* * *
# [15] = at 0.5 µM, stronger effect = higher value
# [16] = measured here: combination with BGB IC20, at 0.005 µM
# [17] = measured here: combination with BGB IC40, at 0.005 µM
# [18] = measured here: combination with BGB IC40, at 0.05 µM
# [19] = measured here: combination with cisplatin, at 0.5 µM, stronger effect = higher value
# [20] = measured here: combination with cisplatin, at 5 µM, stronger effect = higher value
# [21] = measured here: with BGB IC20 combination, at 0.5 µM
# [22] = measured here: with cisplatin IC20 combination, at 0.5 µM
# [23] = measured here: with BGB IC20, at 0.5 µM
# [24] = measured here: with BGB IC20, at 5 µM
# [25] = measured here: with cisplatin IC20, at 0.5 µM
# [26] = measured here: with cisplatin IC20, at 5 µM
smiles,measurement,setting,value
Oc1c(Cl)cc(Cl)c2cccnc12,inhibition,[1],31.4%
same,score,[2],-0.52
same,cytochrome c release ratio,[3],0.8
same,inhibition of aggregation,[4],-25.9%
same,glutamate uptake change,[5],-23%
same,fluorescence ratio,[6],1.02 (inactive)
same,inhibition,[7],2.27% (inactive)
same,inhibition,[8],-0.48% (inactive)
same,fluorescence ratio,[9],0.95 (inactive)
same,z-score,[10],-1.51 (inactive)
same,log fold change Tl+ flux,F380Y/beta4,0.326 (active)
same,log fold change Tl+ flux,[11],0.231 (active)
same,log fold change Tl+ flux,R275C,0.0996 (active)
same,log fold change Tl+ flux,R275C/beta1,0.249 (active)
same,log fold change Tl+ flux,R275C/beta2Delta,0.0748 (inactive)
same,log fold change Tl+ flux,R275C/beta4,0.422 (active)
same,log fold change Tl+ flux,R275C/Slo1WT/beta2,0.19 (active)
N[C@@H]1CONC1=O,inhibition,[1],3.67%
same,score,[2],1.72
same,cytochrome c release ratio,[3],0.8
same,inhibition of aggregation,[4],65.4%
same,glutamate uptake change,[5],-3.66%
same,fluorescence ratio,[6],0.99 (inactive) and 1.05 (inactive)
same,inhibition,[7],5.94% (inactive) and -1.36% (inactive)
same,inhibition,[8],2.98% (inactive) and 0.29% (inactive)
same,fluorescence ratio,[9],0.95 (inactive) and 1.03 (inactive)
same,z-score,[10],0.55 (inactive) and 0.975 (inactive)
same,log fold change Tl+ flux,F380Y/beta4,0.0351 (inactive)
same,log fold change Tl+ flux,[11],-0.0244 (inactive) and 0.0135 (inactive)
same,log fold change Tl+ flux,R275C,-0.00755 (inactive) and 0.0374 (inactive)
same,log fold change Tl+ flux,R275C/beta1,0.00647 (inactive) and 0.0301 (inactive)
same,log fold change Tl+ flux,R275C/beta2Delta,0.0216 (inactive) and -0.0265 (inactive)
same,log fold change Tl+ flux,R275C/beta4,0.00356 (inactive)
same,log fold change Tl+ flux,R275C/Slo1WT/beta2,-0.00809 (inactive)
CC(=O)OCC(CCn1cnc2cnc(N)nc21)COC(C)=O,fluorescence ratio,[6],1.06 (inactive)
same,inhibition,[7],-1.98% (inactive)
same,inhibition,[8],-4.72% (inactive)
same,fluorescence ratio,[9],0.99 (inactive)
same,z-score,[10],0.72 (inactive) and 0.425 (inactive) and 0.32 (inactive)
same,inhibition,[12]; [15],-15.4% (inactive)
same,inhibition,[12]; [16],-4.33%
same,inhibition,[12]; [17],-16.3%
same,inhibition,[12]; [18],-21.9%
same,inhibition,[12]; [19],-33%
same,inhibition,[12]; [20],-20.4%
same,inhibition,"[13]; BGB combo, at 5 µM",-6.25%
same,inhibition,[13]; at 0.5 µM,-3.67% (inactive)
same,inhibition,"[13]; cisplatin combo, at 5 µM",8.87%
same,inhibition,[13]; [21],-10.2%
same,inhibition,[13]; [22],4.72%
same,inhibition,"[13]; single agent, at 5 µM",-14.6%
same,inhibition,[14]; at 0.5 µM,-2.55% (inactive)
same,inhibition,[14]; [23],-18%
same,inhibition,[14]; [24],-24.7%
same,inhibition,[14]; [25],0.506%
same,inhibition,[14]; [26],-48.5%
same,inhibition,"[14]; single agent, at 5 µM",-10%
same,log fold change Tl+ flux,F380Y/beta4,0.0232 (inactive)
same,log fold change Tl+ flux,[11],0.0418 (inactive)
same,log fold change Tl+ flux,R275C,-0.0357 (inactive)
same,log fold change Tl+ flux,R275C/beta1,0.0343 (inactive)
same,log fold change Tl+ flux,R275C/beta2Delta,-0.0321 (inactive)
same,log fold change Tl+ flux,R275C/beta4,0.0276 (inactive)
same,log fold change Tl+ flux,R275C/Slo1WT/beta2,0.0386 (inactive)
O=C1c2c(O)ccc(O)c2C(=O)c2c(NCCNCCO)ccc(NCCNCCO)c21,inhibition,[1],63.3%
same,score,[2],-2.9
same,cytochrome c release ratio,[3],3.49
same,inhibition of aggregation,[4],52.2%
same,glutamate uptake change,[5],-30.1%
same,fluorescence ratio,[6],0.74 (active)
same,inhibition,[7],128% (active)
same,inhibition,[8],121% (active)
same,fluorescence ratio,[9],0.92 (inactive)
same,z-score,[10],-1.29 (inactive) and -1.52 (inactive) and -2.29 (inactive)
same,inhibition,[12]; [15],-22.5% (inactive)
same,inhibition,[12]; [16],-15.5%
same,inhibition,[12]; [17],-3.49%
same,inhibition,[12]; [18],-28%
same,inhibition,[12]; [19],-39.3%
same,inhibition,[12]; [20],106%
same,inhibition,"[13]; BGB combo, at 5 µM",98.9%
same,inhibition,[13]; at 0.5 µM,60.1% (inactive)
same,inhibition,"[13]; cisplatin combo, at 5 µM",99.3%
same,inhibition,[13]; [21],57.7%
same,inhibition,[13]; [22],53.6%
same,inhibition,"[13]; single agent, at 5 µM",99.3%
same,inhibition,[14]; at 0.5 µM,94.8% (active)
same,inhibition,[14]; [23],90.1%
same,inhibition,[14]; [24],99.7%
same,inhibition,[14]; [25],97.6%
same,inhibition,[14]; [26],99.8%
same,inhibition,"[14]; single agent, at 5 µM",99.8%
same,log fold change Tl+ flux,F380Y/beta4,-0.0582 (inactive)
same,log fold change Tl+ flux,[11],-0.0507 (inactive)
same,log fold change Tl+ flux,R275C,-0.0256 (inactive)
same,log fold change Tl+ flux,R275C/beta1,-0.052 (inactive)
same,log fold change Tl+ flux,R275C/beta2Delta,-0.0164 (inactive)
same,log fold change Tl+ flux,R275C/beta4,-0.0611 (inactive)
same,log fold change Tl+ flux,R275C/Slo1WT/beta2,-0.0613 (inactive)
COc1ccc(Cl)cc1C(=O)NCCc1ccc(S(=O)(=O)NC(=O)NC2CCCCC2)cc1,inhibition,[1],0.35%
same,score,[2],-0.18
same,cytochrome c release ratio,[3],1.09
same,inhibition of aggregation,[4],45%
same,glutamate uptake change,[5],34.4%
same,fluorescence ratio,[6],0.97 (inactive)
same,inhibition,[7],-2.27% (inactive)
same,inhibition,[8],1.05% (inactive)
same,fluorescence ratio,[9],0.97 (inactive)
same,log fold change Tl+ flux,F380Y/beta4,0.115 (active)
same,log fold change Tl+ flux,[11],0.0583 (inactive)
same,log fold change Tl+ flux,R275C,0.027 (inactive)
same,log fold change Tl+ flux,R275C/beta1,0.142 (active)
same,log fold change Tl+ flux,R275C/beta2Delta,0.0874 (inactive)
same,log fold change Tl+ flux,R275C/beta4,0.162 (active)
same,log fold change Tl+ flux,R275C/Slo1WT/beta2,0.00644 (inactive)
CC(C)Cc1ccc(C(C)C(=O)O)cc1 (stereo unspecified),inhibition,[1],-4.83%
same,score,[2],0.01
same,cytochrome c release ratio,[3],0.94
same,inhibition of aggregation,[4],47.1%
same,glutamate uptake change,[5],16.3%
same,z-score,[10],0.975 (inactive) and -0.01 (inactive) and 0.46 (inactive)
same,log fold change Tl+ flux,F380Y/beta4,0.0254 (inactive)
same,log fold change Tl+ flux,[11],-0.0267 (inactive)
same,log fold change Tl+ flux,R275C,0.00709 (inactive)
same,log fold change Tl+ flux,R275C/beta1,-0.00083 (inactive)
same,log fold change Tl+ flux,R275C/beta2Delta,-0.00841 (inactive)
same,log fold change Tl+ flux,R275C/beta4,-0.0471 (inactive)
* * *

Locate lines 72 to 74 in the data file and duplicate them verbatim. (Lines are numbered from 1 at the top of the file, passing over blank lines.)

same,log fold change Tl+ flux,[11],0.0418 (inactive)
same,log fold change Tl+ flux,R275C,-0.0357 (inactive)
same,log fold change Tl+ flux,R275C/beta1,0.0343 (inactive)